But what is interesting is that I have observed with the 2014 round of social media debates is that many people from across the political spectrum are advocating a one-state solution rather than the well-worn "we support a two-state solution" rhetoric that politicians, safely away from the threat of either Israeli or Hamas rockets, like to trot out in a weedy attempt to look fair and balanced.

The obvious problem with a two-state solution is that no matter how borders are drawn, yet again, there will be angry, unhappy people, there will be more displaced people, there will be people left homeless and possibly stateless too. Any attempts to draw boundaries for two states will highlight that this conflict goes beyond religion because everyone will want their land to include the fertile parts, the pretty tourist draw cards, the bits with natural gas reserves and so on...

As the images of death and destruction from Gaza have become part of our living room furniture yet again, it is clear that the constant retaliation from both sides is not doing anything to get the Middle East anywhere near a lasting peace. The hatred is palpable and it not concentrated to the battered shred of land that is the Gaza strip.

Horrible outbreaks of anti-semitic and anti-Islamic sentiments, all of which reduce religions to stereotypes and ignore the diversity that exists within both faiths, are not helping anyone. So many ridiculous and awful things have happened that it is hard to know where to start with calling out the bullshit behaviour - Hamas hiding weapons in supposed places of safety, images of Israelis getting comfortable with a few brewksis to watch attacks on Gaza, George Galloway declaring Bradford an Israeli-free zone, Joan Rivers declaring that Palestinians deserve to die, the banning of a Jewish film festival in London, and the banning of an Edinburgh Fringe Festival show by an Israeli group that promotes Jewish-Arab co-existence, IDF soldiers leaving racist graffiti, urine and bowel movements in Palestinian homes... All these things are terrible and moronic and it just goes on and on and there doesn't appear to be any end in sight.

Today, we have a lack of enthusiasm for Egypt-mediated peace talks which, given they are about as neutral as Liberace's living room, is entirely understandable from all sides. But if a one-state solution emerges from this mess as a more realistic prospect, it is interesting to speculate on what this might look like. It'd be amazing if everyone around the negotiating table could even agree on a name for this new state, and even if they did, its citizens would probably refer to themselves as hyphenated nationalities, like Italian-Americans, but I digress. We are not even close to that level of nitty-gritty detail today.

Do we dare to dream of a secular state where everyone is free to practice their religion in safety, where churches, mosques and synagogues can exist in the same street without violence erupting, where atheists are allowed to get on with their lives without interference from any religion, where your sexuality is not a criminal offence, where tourists can visit and roam the whole country in total safety, where children are not raised to hate anyone, where my friends with Palestinian passports but have never set foot in Palestine can finally return home, where everyone has equal access to education and opportunity, where women can dress as they please, where there is no need to conscript young people in an army and imprison them if they conscientiously object?

But who should try and negotiate such a solution? For starters, probably not any of the nearby Arabian Gulf nations. The combined economic might of the Arabian Gulf nations could pay for a Palestinian Iron Dome and then some, but these states instead pay lip service to supporting Palestine and send aid such as blankets and medical supplies. The leaders of the UAE, as well as Saudi Arabia, choose their words very carefully when it comes to speaking out on behalf of Palestine. After all, there are alliances with the US that they do not want to jeopardise. And if their leaders were seen to be calling for a new secular state with democratic elections and freedom of religion, that would reignite the pro-democracy campaigners who stuck their heads over the parapet during the Arab Spring only to find themselves silenced or imprisoned or lashed. It has been suggested by many analysts that Qatar, among others in the region, supports Hamas (and the US sells billions of bucks worth of weaponry to Qatar so, once again, the moral high ground turns to quicksand...).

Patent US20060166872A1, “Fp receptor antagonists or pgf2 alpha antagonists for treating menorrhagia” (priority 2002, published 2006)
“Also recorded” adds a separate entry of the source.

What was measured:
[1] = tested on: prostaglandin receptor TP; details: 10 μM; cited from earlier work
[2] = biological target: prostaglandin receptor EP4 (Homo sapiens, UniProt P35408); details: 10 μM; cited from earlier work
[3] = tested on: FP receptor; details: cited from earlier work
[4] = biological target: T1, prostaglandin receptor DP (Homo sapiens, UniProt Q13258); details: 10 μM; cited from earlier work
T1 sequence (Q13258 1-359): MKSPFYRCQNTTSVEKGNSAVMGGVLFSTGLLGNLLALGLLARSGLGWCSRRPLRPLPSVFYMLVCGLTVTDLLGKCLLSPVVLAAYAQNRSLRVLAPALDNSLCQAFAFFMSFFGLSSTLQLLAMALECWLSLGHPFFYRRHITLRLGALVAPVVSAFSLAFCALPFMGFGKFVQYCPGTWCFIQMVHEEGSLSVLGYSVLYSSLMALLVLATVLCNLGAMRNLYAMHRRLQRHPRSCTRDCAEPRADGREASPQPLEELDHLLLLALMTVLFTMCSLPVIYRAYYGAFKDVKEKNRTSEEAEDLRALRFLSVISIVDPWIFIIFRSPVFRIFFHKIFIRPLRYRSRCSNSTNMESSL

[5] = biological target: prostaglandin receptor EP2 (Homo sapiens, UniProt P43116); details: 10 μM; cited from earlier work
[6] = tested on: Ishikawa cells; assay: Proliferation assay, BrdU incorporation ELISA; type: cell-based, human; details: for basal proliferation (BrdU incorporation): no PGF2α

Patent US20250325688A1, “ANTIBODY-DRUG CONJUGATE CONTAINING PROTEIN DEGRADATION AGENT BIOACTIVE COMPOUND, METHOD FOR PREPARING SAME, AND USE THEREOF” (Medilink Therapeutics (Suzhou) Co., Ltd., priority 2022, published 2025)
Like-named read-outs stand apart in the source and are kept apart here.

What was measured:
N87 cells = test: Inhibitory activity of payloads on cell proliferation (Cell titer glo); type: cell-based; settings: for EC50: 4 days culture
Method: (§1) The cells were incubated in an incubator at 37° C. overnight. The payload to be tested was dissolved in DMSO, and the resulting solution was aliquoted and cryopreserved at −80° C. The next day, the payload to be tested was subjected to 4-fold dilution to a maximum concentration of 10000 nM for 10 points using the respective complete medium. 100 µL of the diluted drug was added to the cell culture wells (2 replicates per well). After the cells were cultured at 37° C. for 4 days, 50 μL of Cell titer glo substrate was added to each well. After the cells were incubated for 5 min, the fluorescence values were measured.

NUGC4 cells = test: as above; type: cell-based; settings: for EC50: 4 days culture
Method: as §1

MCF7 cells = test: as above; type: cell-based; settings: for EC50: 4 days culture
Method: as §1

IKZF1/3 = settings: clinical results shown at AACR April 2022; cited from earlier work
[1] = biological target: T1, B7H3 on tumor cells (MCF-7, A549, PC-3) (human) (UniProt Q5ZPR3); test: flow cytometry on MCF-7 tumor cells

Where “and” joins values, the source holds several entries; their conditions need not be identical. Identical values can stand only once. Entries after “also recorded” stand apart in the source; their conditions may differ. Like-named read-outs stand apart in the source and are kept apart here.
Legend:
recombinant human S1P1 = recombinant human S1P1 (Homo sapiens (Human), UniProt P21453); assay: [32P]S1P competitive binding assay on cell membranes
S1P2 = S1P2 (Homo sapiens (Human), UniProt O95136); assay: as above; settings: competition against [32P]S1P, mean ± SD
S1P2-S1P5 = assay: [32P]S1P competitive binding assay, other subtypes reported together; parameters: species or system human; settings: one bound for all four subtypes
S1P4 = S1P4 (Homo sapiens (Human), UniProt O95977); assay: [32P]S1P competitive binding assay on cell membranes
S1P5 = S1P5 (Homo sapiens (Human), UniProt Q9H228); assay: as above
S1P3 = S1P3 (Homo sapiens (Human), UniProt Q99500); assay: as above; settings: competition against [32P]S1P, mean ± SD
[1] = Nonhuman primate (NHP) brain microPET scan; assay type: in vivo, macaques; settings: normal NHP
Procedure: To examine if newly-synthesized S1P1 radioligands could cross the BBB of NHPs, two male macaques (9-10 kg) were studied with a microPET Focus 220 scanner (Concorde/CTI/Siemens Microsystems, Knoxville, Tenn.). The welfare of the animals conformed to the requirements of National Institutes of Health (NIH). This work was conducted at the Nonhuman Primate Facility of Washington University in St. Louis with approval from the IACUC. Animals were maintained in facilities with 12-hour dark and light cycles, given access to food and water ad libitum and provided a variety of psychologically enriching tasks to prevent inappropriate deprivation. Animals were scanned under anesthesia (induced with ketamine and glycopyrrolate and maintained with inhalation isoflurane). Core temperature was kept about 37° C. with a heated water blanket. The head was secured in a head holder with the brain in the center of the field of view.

I could muse on who the hell can fix this this all day long but it would only be a matter of time before someone chimes in with: "OK, Gaza is a bad situation but what about ISIS?". ISIS, or IS as they are now being called in today's new bulletins, is completely appalling. Horrific. Beyond vile. A tragedy for Iraq and beyond. They are all about a ruthless land grab achieved through the mass killing of Muslims who don't strictly adhere to their narrow interpretation of a faith that has 72 sects, and of Christians, of children, babies, anyone who gets in their way, basically.

IS is such a revolting organisation that it doesn't actually matter that the stories of forced, mass FGM were never proven - their heinousness is such that there is no shortage of appetite for airstrikes to blast them off the face of the Earth. Of course, nobody is saying the the Kurds, who as I write this, have, with the help of the US, managed a victory over IS fighters in two Iraqi towns, have one of the biggest problems with FGM in the region. But nothing is ever simple, nothing is ever black and white in the Middle East. Equally, the situation in Syria has created unholy alliances as intervening nations try to decide what group is the least dreadful.

And while all this is going on, while my Twitter and Facebook feeds continue to fill up with more and more arguments that will never be seen by Benjamin Netanyahu, Khaled Mashal, Mousa Abu Marzouq, Mahmoud Abbas, Tzipi Livni, Moshe Ya'alon, Abu Bakr al-Baghdadi, Bashar al-Assad, Zahran Alloush, or anyone else who can actually do something about any of this crap, innocents continue to be killed, families separated, people displaced, and, hey presto, we have another refugee crisis on our hands.

Perhaps a one-state solution could honour the original spirit of the creation of the state of Israel and be a safe haven for refugees displaced by these latest Middle Eastern conflicts, regardless of religion. There is a long way to go before that idea is even remotely feasible but, as far as aims go, it sure beats the aim of obliteration in anyone's name.